Tag: Fuel Cells

Bloom Energy to Install First Ever Highrise Fuel Cell at Morgan Stanley HQ

Morgan Stanley’s second project with Bloom Energy demonstrates how clean energy can be deployed in urban areas like Times Square

NEW YORK, Jan. 12, 2016 /PRNewswire/ — Morgan Stanley today announced that Bloom Energy will install a fuel cell system at the Firm’s global headquarters in New York City’s Times Square neighborhood.  The fuel cell project at 1585 Broadway is expected to be fully operational in late 2016 and will provide approximately 750 kW of 24×7 high quality power to the Morgan Stanley building, equal to approximately 6 million kWh of clean electricity each year.

Bloom Energy’s solid oxide fuel cell (SOFC) technology converts fuel into electricity through a high efficiency non-combustion process that generates clean and reliable on-site power, reducing emissions of greenhouse gasses compared to traditionally generated and transmitted electricity.

“Morgan Stanley is committed to investing in technologies that minimize our impact on the environment,” said Chief Operating OfficerJim Rosenthal.  “Following on the success of our fuel cell installation in Purchase, NY, this project further exemplifies how we can improve the sustainability and resiliency of our facilities, while controlling costs and being responsible to our business, our shareholders and our planet.”

“The recent Paris Climate Accord calls on government and business leaders to reimagine the way we power the world, and this project in the heart of Manhattan demonstrates how clean distributed energy can be deployed onsite, even in urban areas,” said KR Sridhar, principal co-founder and CEO of Bloom Energy.  “We applaud Morgan Stanley for their continued commitment to clean energy as well as Governor Cuomo’s administration and NYSERDA for their work to drive adoption of clean distributed generation.”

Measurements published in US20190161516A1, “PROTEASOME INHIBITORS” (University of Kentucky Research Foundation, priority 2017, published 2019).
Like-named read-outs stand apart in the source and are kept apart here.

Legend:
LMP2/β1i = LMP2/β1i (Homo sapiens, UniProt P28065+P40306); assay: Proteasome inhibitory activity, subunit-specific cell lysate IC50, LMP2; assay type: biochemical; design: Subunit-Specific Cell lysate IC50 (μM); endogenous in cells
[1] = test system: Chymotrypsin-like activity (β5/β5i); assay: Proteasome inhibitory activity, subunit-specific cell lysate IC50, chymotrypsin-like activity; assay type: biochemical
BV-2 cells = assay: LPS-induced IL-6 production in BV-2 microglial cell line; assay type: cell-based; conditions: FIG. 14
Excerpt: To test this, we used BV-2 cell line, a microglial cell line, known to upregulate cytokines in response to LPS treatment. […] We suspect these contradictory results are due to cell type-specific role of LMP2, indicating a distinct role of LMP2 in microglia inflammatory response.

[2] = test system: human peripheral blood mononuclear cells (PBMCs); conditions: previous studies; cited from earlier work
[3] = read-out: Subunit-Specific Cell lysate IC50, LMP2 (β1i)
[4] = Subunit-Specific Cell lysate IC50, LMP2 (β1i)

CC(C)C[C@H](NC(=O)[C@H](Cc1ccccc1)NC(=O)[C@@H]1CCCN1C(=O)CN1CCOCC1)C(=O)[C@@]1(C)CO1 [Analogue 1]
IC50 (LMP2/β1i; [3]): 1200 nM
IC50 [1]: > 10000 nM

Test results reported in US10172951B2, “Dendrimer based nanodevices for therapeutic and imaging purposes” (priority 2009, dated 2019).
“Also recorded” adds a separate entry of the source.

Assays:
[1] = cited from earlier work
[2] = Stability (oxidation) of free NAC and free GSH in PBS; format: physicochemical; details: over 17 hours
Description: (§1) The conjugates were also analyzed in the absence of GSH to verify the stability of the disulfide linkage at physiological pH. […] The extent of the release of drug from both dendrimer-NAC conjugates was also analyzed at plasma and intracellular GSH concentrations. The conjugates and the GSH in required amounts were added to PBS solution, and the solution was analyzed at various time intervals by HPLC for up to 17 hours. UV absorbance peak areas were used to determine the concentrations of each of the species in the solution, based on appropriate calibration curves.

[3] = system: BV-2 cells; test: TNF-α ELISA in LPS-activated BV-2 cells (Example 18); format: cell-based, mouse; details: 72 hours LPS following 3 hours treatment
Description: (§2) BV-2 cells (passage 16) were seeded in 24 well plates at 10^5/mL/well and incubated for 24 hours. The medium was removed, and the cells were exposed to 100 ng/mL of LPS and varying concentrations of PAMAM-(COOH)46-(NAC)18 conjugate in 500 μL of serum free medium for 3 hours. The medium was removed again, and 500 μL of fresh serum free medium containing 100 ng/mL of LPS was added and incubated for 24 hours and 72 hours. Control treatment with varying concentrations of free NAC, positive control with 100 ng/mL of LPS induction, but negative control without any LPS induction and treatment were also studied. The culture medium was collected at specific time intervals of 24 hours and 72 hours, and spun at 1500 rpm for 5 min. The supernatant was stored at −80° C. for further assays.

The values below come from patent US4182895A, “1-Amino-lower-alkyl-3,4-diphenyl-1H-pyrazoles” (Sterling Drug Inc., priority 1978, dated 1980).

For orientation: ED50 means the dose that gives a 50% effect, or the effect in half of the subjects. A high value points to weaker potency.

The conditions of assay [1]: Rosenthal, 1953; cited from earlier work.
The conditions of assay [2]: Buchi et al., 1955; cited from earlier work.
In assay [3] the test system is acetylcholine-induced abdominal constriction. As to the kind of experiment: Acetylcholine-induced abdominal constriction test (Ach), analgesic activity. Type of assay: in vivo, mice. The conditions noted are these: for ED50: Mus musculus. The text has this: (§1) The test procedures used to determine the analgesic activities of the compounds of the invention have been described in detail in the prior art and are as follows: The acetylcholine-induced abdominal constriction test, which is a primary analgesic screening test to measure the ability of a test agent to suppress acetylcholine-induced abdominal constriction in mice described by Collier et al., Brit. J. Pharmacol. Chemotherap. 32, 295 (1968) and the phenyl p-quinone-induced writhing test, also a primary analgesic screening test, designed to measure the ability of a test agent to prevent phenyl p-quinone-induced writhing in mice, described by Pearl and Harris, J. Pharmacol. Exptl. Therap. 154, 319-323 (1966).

Support for this project was provided by the New York State Energy Research and Development Authority (NYSERDA) through a long-term renewable energy credit contract awarded under the Renewable Portfolio Standard (RPS) Main Tier Program to develop renewable energy projects.

“Partnerships between the State and private sector have made New York a global leader in reducing greenhouse gases and advancing clean energy solutions, and will continue to play a vital role in transforming our energy system,” said John B. Rhodes, President and CEO of NYSERDA said.  “This project is an example of how new and innovative technologies will help us achieve Governor Cuomo’s vision of an energy system that is cleaner, more resilient and more affordable for all New Yorkers.”

Bloom Energy currently has over 200 projects across the United States and in Japan, including ten operating projects in New York State.

About Bloom Energy
Bloom Energy is a provider of breakthrough solid oxide fuel cell technology generating clean, highly efficient onsite power from multiple fuel sources.  Founded in 2001 with a mission to make clean, reliable energy affordable for everyone in the world, Bloom Energy Servers are currently producing power for many Fortune 500 companies including Apple, Google, Wal-Mart, AT&T, eBay, Staples, The Coca-Cola Company, as well as notable non-profit organizations such as Caltech and Kaiser Permanente. Also, with its Mission Critical Systems practice, Bloom Energy provides grid-independent power for critical loads in data centers and manufacturing.  The company is headquartered in Sunnyvale, California.  For more information, visit www.bloomenergy.com.

About Morgan Stanley
Morgan Stanley (NYSE: MS) is a leading global financial services firm providing investment banking, securities, wealth management and investment management services.  With offices in more than 43 countries, the Firm’s employees serve clients worldwide including corporations, governments, institutions and individuals.  For further information about Morgan Stanley, please visitwww.morganstanley.com.

SOURCE Bloom Energy

 

The DOE Fuel Cells Technology Guide